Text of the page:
David Reimer lost his penis during a botched circumcision and under the advice of Money had his testicles removed and was raised as a girl. Money would proceed to sexually abuse David and his twin brother, allegedly as part of the process of affirming David's new gender, both would commit suicide as a result of the psychological torture. He is the "founding father" of the transsexual movement, while I disagree with /misc/ on factual grounds that most transsexuals are "groomers" or that homosexuality is a choice, it certainly casts doubt on the whole modern conception of transsexualism in the mind of any reasonable person.

    • 2 years ago
      Anonymous

      Priests of cybele seems to have believed they were literally women but it seems like everyone else simply believed they were a third gender like you say

      > A gallus (pl. galli) was a eunuch priest of the Phrygian goddess Cybele (Magna Mater in Rome) and her consort Attis, whose worship was incorporated into the state religious practices of ancient Rome. Because the galli castrated themselves and wore women's clothing, accessories and makeup, some modern scholars have interpreted them as transgender.

      > Maternus said "they say they are not men... they want to pass as women." He elaborated, "Animated by some sort of reverential feeling, they actually have made this element [air] into a woman [Caelestis, the goddess]. For, because air is an intermediary between sea and sky, they honor it through priests who have womanish voices."[22]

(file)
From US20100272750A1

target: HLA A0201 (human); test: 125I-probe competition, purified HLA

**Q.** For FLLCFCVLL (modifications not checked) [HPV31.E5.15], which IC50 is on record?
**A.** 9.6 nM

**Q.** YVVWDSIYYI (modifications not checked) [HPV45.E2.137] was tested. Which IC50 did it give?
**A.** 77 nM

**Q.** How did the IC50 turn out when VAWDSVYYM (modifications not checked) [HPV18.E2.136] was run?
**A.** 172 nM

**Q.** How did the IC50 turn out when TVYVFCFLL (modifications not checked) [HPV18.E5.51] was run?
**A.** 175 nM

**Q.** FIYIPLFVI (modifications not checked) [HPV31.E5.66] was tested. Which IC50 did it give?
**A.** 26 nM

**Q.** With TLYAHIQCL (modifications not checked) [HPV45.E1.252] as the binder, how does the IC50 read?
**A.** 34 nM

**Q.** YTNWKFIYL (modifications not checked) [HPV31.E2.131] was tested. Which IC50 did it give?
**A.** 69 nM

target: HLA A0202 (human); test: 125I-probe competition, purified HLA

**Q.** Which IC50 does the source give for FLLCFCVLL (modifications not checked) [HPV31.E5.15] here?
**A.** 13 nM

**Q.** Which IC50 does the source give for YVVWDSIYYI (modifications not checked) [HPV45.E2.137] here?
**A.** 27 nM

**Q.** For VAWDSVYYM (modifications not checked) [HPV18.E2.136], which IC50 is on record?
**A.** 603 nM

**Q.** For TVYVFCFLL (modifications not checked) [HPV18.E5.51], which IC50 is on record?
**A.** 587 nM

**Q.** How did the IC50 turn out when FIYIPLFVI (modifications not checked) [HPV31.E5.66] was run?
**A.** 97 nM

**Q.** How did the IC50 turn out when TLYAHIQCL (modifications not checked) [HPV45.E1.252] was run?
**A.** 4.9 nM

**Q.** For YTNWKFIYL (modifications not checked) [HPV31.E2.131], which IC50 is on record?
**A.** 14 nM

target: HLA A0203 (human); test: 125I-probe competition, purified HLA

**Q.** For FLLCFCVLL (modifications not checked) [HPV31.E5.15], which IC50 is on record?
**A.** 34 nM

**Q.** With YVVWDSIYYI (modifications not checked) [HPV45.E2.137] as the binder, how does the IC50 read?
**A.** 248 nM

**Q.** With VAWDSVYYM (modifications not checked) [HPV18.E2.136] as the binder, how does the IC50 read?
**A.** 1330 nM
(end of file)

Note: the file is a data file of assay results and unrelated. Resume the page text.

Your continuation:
> The galli may also have occupied a "third gender" in Roman society. Jacob Latham has connected the foreign nature of Magna Mater and her priests' nonconforming gender presentation. They may have existed outside Roman constructions of masculinity and femininity altogether, which can explain the adverse reactions of Roman male citizens against the galli's transgression of gender norms.[23]

  8. 2 years ago
    Anonymous

    Trannies realise that trannies were super rare in the past, which is why they now try to claim eunuchs throughout history as their own. They realise they’re severely lacking in ancient and medieval representation.

    • 2 years ago
      Anonymous

      Very problematic. Methinks need a quota to solve this problem.

  9. 2 years ago
    Anonymous

    that homosexual still got killed by pretorian chads

  10. 2 years ago
    Anonymous

    1. Trans person is an oxymoron
    2. They had a city and it rained fire and brimstone there